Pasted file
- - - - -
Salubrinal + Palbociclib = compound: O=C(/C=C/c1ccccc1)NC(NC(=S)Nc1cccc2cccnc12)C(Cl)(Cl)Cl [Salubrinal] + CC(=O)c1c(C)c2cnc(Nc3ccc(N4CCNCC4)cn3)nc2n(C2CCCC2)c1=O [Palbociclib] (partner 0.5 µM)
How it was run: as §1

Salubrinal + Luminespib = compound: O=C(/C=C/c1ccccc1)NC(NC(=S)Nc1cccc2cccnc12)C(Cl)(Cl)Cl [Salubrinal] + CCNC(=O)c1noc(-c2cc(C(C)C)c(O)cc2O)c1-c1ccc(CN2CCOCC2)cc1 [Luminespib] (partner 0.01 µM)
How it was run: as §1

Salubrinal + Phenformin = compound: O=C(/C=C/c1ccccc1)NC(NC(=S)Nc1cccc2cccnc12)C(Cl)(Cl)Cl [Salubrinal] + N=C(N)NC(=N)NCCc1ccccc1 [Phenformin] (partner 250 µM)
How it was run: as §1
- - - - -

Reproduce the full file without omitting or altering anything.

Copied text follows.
Salubrinal + Palbociclib = compound: O=C(/C=C/c1ccccc1)NC(NC(=S)Nc1cccc2cccnc12)C(Cl)(Cl)Cl [Salubrinal] + CC(=O)c1c(C)c2cnc(Nc3ccc(N4CCNCC4)cn3)nc2n(C2CCCC2)c1=O [Palbociclib] (partner 0.5 µM)
How it was run: as §1

Salubrinal + Luminespib = compound: O=C(/C=C/c1ccccc1)NC(NC(=S)Nc1cccc2cccnc12)C(Cl)(Cl)Cl [Salubrinal] + CCNC(=O)c1noc(-c2cc(C(C)C)c(O)cc2O)c1-c1ccc(CN2CCOCC2)cc1 [Luminespib] (partner 0.01 µM)
How it was run: as §1

Salubrinal + Phenformin = compound: O=C(/C=C/c1ccccc1)NC(NC(=S)Nc1cccc2cccnc12)C(Cl)(Cl)Cl [Salubrinal] + N=C(N)NC(=N)NCCc1ccccc1 [Phenformin] (partner 250 µM)
How it was run: as §1